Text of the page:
Tuesday, May 21, 2013
I'm doing the binding on a charity quilt that my sister made. I've completed a couple of table runners.
And I've begun to put the Little People quilt together -- not in the lay-out shown in the photo from October, but rather in rows with pale grey lattice and slightly less pale cornerstones. When it is all latticed, there will be a narrow pink containment border and then more pale grey. Aberdeen is one-year-old and sometime in the next couple of years will need to move to a Big Girl Bed, and, by golly, I mean to be ready!
And then there's this Kaffe dress for Caroline. Size 5 T. I do believe KarenDianne would say it is "stinkin' cute."
Posted by Nancy, Near Philadelphia on Tuesday, May 21, 2013
Saturday, May 18, 2013
It is a month now since I left my job at the school, and three weeks since I began my new part-time at the church. During that time I've had a lot of time to think, to reflect, without that thinking and reflection complicated by worry about What Comes Next (which had occupied my thoughts almost non-stop for the previous two and a half months).
I cannot tell you how good I feel.
I cannot tell you how good I feel.
I do not feel stressed. For the first time in a very long time. I come home from work and I putter around the house, I catch up with my on-line Scrabble games, I read, I play at the computer. Sometimes I sew. Let me say that again: Sometimes I sew. This is in great contrast to Before. Before I left the school, I had to sew every day for as long as possible. I was just driven to do it. Something that had begun as a pleasure had turned into an obsession.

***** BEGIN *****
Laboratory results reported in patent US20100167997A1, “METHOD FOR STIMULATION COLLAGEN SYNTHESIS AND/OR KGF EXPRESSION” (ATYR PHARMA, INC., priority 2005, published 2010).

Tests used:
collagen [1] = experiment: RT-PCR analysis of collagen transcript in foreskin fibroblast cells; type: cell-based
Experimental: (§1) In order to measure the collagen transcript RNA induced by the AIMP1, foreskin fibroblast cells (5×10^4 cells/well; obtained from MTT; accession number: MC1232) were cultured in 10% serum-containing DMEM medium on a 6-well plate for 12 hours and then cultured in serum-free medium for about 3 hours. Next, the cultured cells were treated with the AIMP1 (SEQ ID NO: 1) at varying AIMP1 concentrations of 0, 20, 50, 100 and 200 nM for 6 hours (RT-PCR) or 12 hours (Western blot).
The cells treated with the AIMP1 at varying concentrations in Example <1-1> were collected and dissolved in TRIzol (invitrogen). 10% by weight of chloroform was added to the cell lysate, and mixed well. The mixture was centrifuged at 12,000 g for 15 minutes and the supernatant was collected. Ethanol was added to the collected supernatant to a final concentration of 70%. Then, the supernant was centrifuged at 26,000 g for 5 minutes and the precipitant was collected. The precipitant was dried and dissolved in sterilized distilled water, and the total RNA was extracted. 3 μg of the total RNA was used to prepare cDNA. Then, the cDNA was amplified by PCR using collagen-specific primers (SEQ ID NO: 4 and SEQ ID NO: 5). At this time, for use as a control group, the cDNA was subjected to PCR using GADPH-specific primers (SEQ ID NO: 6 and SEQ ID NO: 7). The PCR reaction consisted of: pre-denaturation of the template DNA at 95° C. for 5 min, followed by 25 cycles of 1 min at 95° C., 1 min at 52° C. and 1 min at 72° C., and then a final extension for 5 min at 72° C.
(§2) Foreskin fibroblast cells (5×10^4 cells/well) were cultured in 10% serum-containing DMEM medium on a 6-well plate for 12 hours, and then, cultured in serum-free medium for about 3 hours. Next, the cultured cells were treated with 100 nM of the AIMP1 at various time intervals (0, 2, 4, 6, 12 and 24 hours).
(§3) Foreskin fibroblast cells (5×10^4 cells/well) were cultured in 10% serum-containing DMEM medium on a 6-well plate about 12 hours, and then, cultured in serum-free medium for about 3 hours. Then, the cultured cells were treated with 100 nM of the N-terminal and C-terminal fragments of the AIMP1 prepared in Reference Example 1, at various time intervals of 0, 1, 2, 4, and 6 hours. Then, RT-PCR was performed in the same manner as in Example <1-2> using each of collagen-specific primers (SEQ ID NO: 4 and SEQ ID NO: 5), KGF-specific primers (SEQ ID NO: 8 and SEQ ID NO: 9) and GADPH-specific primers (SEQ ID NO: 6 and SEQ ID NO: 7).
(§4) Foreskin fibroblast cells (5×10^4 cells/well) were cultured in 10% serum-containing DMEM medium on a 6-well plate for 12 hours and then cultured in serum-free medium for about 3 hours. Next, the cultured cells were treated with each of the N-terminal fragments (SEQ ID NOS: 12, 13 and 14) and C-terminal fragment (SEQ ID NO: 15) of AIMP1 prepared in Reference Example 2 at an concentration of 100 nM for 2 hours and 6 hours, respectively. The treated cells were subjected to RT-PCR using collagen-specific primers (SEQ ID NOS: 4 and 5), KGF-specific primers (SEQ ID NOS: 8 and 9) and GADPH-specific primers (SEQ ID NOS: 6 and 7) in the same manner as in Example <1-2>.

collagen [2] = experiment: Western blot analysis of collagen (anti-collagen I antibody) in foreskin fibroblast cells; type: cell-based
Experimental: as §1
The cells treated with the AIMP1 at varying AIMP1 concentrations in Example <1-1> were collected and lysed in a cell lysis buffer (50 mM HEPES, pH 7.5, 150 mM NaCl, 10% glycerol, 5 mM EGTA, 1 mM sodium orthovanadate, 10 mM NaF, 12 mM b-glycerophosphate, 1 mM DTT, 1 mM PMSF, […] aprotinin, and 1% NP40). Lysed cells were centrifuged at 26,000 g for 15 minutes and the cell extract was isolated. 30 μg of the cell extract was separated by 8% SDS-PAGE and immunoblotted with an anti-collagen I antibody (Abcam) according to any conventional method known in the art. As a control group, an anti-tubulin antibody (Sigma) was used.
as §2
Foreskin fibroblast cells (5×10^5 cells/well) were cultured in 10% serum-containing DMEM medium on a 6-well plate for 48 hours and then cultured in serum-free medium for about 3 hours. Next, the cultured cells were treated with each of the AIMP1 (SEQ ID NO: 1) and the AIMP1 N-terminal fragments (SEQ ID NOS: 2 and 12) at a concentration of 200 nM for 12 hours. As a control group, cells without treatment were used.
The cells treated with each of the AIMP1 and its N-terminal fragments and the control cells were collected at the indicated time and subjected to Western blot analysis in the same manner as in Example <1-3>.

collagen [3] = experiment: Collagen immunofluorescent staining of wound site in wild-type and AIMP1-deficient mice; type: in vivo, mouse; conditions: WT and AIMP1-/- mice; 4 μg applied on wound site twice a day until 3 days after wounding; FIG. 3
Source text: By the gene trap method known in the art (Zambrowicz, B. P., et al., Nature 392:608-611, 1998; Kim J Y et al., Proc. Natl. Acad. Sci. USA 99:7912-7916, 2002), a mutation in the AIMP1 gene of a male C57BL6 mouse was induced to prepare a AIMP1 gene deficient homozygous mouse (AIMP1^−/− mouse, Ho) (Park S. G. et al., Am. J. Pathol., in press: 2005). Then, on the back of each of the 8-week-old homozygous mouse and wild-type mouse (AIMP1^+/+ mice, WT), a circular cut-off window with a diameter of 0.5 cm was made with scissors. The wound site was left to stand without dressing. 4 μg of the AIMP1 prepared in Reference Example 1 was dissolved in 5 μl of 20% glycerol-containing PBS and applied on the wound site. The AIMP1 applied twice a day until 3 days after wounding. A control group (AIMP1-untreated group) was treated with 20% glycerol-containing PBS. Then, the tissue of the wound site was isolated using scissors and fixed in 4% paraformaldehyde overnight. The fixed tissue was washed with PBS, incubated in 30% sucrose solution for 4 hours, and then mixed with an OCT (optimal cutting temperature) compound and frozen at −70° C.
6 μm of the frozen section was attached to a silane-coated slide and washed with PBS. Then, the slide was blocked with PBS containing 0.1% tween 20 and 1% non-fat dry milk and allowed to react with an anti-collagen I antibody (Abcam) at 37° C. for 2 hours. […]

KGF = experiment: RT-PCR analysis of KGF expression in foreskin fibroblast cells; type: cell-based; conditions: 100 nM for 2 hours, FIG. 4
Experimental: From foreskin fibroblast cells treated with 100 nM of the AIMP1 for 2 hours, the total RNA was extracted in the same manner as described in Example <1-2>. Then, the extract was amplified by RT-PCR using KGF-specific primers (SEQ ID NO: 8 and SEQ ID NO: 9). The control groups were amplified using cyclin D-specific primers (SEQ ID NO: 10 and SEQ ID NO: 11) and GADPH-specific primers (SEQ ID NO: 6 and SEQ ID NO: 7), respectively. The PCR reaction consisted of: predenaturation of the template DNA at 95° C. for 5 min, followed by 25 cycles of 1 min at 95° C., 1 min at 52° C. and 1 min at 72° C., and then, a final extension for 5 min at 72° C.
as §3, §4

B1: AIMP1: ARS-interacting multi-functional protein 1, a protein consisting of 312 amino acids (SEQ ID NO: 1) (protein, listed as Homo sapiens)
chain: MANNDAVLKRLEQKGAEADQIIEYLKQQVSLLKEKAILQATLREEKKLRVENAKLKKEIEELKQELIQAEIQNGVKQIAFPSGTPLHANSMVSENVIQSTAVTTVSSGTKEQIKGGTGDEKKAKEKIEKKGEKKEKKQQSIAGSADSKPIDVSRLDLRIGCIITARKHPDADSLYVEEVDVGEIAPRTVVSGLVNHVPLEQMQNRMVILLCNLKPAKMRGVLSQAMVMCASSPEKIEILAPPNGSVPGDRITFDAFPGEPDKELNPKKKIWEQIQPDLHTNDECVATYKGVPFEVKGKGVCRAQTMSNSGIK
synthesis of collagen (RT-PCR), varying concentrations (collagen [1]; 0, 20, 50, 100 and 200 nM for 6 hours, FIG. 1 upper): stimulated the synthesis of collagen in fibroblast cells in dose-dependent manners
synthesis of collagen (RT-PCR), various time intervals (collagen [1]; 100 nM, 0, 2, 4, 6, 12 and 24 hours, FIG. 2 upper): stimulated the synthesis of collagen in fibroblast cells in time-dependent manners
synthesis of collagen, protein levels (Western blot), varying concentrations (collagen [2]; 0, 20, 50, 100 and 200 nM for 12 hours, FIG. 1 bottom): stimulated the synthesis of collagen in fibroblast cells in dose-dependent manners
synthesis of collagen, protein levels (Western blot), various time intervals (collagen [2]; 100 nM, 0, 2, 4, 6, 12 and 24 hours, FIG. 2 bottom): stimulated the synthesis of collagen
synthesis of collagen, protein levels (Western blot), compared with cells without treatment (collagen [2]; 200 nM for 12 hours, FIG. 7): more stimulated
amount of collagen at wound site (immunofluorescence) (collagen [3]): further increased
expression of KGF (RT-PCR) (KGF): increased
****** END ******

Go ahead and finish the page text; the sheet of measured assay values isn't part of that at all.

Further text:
I have thought this through, and here is what I have come up with.
For thirteen years I worked in a job where I did not have enough to do. This is something that not very many people know.
I am a fast (and accurate) typist and I do my work efficiently. I enjoyed the work that I did. But there was not enough of it. I invented things to do to keep busy so that the time would not drag. I felt like an anomaly -- many of the people that I know talk at length about how overworked they are, how crazy-busy they are at work -- I always kept very quiet during these conversations. I needed to appear busy when there was very little for me to do. I played a lot of on-line Scrabble. I wrote a lot of blog posts.
You may be wondering why I did not ask for more to do. I did. Every summer at my annual evaluation, I would tell my boss that I could do more. More in quantity, more in scope, more in depth. I suggested that he delegate to me projects that he ordinarily would give to another person, one who always appeared to have way too much to do, and in fact, said that was the case. I was capable of doing more, and I wanted to grow. But it never happened.
And now, away from that atmosphere, I realize the incredible stress that I was under for thirteen years. Stress of needing to appear busy, to manufacture tasks to occupy myself, to help the hours to pass. And when I got home, I think, I sat down at that Bernina and turned out project after project, flimsy upon flimsy, out of a nearly desperate need to be productive, to be creative, to be busy.
I don't know whether I'm right or whether this even makes any sense. Honna seems to think it does. And, really, it doesn't matter one way or the other. I know that I feel good. That I do not feel stressed. That I feel more like who I used to be, a long, long time ago.
Before. Before I worked at the school.
Posted by Nancy, Near Philadelphia on Saturday, May 18, 2013